So if this jarring discovery of the wingnuts (birthers, deathers, Fox, and Friends) we’ve faced these many years — and how widespread, infuriating, ignorant, and sometimes downright terrifying they are – is a new look at your fellow Americans, well, don’t say we didn’t warn you that they’re here. They already came for us.
What I hope people will take from meeting them is that, most importantly, we can’t give up. I wish I could say that this is a short-term fight, but if we win on healthcare, they’ll get angrier, and they’ll get uglier. The more wins we LGBT folks score when it comes to our civil rights, the nastier they have gotten, and the things they say about Obama echo what they say about us. Perhaps Obama IS gay, and that’s why he’s a threat to children, families, old folks, and the American Way Of Life, because you know that’s what we LBGT folks are. Just understand that the wingnuts are going to get worse. Financial reform, immigration reform (oh my GOSH, that will be from Hell), pretty much anything put forth by That Black Guy In Washington that promises any sort of Change (!) will now likely be knee-jerk opposed by raving crowds of mostly old straight white folks who used to be damn sure they owned the place. From where I sit, it seems like the OFA folks and Democrats and many well-meaning activists just weren’t ready for this bunch, and didn’t see ’em coming – much like Equality California somehow missed the bullets headed their way with Prop 8. In both cases, it seems strange that people didn’t see the clue-nami heading their way. The writing has been on the wall, and people look like they’ve been rolled quite a bit. Looks like there’s been a wake-up call.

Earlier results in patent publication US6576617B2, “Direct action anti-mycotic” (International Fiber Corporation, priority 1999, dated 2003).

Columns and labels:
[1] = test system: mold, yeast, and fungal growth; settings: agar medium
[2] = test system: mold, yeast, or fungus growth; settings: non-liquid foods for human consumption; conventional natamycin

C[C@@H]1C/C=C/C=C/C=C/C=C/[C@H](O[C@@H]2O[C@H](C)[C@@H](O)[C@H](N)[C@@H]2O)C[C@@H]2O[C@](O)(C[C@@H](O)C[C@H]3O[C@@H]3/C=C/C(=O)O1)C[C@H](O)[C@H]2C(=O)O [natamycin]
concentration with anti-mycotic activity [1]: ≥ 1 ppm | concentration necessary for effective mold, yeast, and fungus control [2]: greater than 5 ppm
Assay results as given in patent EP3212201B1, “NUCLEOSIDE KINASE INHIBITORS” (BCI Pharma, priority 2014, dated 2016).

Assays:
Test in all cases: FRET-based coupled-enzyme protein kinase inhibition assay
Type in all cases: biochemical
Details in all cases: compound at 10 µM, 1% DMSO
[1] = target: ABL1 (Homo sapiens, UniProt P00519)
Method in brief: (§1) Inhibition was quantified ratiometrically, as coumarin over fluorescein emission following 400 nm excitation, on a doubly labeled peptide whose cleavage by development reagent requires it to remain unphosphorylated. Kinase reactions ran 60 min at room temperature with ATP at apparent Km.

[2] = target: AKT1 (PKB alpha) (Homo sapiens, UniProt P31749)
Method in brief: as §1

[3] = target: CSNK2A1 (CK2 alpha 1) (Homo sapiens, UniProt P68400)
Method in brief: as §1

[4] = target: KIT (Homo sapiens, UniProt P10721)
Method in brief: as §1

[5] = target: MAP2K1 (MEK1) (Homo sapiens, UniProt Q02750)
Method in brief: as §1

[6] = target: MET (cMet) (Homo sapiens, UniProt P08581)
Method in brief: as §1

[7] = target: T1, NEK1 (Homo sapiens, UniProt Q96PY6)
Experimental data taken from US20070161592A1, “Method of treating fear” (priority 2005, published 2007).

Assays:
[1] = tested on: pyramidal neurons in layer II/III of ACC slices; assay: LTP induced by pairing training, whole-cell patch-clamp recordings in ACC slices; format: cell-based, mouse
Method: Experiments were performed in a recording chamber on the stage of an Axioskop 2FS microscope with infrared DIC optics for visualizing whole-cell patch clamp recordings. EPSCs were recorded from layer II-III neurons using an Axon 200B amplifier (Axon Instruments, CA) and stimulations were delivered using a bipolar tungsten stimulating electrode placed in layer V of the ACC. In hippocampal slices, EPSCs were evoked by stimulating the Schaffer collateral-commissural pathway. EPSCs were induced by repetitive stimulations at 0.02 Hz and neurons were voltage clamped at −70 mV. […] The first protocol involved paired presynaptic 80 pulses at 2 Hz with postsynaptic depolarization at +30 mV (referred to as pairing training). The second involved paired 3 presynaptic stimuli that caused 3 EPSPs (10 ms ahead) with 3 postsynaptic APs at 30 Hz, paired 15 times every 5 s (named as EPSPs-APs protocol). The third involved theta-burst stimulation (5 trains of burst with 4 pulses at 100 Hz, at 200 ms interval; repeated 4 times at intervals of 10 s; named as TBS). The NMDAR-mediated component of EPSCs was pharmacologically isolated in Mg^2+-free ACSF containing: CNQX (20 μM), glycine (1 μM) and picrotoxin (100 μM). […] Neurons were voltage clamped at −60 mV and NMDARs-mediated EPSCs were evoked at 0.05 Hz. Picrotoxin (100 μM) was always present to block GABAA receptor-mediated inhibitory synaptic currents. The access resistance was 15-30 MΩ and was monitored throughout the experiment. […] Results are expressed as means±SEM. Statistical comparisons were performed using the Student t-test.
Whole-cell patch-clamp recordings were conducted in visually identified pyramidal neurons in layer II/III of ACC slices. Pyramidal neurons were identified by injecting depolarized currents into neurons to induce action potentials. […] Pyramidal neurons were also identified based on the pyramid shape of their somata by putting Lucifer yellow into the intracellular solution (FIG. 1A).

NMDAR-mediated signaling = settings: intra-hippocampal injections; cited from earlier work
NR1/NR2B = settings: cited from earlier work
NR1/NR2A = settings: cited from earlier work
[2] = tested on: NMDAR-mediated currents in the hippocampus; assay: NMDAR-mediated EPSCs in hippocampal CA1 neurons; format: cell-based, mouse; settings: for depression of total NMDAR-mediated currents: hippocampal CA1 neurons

I guess what I also hope some will come away from all this with, for my sake and for other LGBT folks’ sake, is a little empathy (GASP) for who and how we’ve had to fight for many, many years. How that feels, how it shakes the security of your world, how it affects the way you look at your country and your fellow person and how it can on the one side galvanize and polarize, and also on the other side make you want to hold people you care for closely, treasure the good, bless the beautiful in every place you find it. And how it feels to see the first opportunity you’ve had for real, meaningful change that affects you and many others deeply – and to see that opportunity potentially missed, blocked, underutilized, in some ways ignored, by politicians and fellow citizens.
Now it’s my turn to bring back around what many (some on this site) have said when I and other LGBT folks been frustrated, scared, angry, and just out-and-out-exhausted by the relentless bigots.
We may not win this time, or we may only get a partial win. But given time, and continued work, things will change and this society will grow. It might not even be in our lifetimes that we see the change we seek, but we can contribute to it.
It’s true, and, watching this, I’m actually more optimistic than I’ve been about both civil rights and about the nation as a whole than I have been in quite some time, partly because I know that, eventually, these people will die off and leave us in peace (but not before they attempt to scorch the earth behind them). I don’t know how the healthcare fight will turn out. I don’t know how the rest of the year’s equality fight will go, either. I have started to wonder if there will be a public option. I have fears about the survival of domestic partnership law in Washington state and marriage equality in Maine this fall at the ballot box. I would still give my left arm just to turn away from all of this and live on a farm in some isolated place, working my fingers to the bone to feed my family and care for animals so that I have zero time to remember that I’m still more ogre than person to a large number of people. But now everyone else has had the chance to meet my tormentors, and more people are fighting them. I hope that means that when the wingnuts turn back to focus on us LGBT people, those who have now seen what we face won’t desert us, but will renew their commitment to change (as we LGBT folks must continually do) and help ALL of us win.